Aka RF is a non political people/social movement and 100% private.

edit: and It's against the corona lockdown rules to gather so many people in a single arena unless it's a "sporting event". Which of course is quite logical if you think about it since the thought behind allowing more people to be at the same place in a outdoors activity such as a sport event does not really match that of a Dota2 tournament.

edit2: Not really sure how Valve intended that classifying it as a sports event would solve anything though. The current restrictions for sports events are: Max 50 people for indoor events with designated seats, max 100 people for outdoor events without designated seats and max 500 for outdoor events with designated seats.

And of course, the correct thing to do here is not to try and - as Valve attempted - classify e-sport as an "idrott" - which is what Riksidrottsförbundet have influence over, but rather to get a proper classification for non-physical sports and so prepare rules that allow for such events as well.

It's not just e-sports that have been denied allowances either. Both bridge and chess tournaments have equally had sporting visas denied so far, because of the simple reason that Sweden only has special rules in place for "idrott", not "sport". (The words in Swedish have a slightly different meaning; "idrott" being more a physical activity that could be for training - like football, yoga, swimming, or jogging. And "sport" being more something you could compete in - like chess, hockey, spelling contests, or speed climbing)

Well to be honest Valve didn't try to get e-sports classified as a sport in Sweden, that have been an ongoing battle by the e-sport federations in Sweden for years to be able to be a member of RF which RF for whatever reason have denied so far.

What Valve tried to do here is to get a Minister to get them special privileges to circumvent the lockdown protocols, perhaps not knowing that in Sweden a Minister is not allowed to influence how an administrative authority decides in a particular case. Perhaps that is allowed in the US where Valve have experience but over here this is outlawed as form to minimize the risk of corruption.

And this is why the Minister of the Interior immediately denied the request.

edit: Looked it up and not only is it allowed in the US it's also apparently seen as the norm. So this is a case where a US company not understanding the rules in a different country.


Last edited by F.Ultra on 22 June 2021 at 11:27 pm UTC
Quoting: F.Ultra
Quoting: Ananace
Quoting: F.UltraJust to clarify the
QuoteValve had meetings, and spoke to the Swedish Minister of the Interior to get it reclassified which was "immediately denied". Valve also appealed directly to the Swedish government who claimed they couldn't help with it.

So the "Swedish Sports Federation" Riksidrottsförbundet (or RF as they are known in Sweden) have zero to do with the Government so the Government and the Minister of the Interior have zero say in what they do or don't do (unless they break the law of course).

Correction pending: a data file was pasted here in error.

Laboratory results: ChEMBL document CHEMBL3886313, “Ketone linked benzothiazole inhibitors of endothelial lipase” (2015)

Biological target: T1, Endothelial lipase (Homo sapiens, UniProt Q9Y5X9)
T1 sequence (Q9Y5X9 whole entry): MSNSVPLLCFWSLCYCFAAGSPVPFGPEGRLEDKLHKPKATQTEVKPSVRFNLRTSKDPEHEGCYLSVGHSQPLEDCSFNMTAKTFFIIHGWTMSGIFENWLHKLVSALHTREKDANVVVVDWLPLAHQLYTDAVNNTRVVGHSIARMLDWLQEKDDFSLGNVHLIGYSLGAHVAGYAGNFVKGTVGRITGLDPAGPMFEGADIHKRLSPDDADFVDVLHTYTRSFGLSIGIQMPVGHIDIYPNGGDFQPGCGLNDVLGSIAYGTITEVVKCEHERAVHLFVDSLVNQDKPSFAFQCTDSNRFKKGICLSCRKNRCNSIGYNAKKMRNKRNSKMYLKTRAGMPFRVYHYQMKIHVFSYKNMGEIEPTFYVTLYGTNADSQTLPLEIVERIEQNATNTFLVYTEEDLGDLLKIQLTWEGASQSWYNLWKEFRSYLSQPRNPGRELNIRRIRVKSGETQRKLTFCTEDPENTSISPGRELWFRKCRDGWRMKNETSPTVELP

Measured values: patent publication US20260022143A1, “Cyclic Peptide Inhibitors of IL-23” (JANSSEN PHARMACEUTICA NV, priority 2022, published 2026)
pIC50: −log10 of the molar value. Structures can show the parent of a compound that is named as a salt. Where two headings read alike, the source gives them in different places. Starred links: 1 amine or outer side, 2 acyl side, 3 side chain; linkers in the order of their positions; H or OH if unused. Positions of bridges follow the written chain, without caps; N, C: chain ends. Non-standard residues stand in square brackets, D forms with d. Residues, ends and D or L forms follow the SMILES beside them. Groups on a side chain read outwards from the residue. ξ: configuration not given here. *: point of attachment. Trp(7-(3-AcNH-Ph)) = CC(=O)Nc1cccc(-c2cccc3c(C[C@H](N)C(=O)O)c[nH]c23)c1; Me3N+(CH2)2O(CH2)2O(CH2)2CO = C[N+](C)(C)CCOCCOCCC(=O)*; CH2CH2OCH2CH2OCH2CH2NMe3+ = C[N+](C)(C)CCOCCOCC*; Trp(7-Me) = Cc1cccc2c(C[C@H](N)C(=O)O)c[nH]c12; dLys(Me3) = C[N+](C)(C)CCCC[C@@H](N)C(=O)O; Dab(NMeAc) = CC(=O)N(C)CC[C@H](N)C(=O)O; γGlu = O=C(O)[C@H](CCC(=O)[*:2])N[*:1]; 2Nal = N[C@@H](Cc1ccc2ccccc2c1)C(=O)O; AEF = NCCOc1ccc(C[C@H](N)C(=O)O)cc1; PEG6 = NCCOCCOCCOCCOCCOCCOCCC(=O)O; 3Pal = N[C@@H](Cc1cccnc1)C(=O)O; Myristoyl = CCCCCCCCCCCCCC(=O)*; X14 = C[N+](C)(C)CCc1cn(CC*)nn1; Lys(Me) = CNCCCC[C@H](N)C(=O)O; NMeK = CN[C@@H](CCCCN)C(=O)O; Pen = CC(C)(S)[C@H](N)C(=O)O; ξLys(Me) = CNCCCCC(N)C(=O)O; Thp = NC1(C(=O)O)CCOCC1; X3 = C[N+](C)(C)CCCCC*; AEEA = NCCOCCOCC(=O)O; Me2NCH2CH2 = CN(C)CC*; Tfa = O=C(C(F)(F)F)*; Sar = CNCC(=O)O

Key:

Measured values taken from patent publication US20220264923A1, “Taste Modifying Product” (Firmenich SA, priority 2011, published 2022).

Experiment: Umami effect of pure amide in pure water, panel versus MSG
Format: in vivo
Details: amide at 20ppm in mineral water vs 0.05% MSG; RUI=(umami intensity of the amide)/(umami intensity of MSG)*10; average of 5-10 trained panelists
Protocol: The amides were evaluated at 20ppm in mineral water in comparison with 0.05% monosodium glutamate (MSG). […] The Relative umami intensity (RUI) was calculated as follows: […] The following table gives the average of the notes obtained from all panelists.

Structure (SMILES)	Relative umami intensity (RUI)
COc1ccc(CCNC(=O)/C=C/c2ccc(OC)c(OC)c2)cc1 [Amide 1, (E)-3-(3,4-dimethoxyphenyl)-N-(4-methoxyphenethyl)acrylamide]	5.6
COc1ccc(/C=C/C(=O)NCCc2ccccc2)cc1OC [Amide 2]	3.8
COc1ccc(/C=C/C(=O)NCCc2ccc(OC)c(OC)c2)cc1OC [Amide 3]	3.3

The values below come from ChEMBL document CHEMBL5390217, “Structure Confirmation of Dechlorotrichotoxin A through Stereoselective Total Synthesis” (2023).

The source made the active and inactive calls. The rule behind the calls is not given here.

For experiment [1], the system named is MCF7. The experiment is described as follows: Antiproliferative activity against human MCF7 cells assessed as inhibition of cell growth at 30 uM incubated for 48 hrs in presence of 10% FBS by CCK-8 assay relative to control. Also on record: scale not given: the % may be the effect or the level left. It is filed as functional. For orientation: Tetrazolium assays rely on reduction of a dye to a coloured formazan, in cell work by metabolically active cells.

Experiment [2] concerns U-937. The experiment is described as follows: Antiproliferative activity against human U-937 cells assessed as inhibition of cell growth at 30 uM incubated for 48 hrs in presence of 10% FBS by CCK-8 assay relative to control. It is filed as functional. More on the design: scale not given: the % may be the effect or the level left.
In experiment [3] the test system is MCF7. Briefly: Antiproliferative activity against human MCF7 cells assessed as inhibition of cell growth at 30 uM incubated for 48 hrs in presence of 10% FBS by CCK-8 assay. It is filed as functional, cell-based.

Aka RF is a non political people/social movement and 100% private.

edit: and It's against the corona lockdown rules to gather so many people in a single arena unless it's a "sporting event". Which of course is quite logical if you think about it since the thought behind allowing more people to be at the same place in a outdoors activity such as a sport event does not really match that of a Dota2 tournament.

edit2: Not really sure how Valve intended that classifying it as a sports event would solve anything though. The current restrictions for sports events are: Max 50 people for indoor events with designated seats, max 100 people for outdoor events without designated seats and max 500 for outdoor events with designated seats.

And of course, the correct thing to do here is not to try and - as Valve attempted - classify e-sport as an "idrott" - which is what Riksidrottsförbundet have influence over, but rather to get a proper classification for non-physical sports and so prepare rules that allow for such events as well.

It's not just e-sports that have been denied allowances either. Both bridge and chess tournaments have equally had sporting visas denied so far, because of the simple reason that Sweden only has special rules in place for "idrott", not "sport". (The words in Swedish have a slightly different meaning; "idrott" being more a physical activity that could be for training - like football, yoga, swimming, or jogging. And "sport" being more something you could compete in - like chess, hockey, spelling contests, or speed climbing)

Well to be honest Valve didn't try to get e-sports classified as a sport in Sweden, that have been an ongoing battle by the e-sport federations in Sweden for years to be able to be a member of RF which RF for whatever reason have denied so far.

What Valve tried to do here is to get a Minister to get them special privileges to circumvent the lockdown protocols, perhaps not knowing that in Sweden a Minister is not allowed to influence how an administrative authority decides in a particular case. Perhaps that is allowed in the US where Valve have experience but over here this is outlawed as form to minimize the risk of corruption.

And this is why the Minister of the Interior immediately denied the request.

edit: Looked it up and not only is it allowed in the US it's also apparently seen as the norm. So this is a case where a US company not understanding the rules in a different country.
There's a lot of stuff seen as the norm in the US which most other places is considered corruption, bribery etc. and against the law. That's how the US can advertise itself as a not-so-corrupt place trying to watchdog other people's corruption . . . they make it all legal and accepted, and presto! Not corruption.
Keyrock 23 Jun
How about Katowice? Poland loves them some eSports.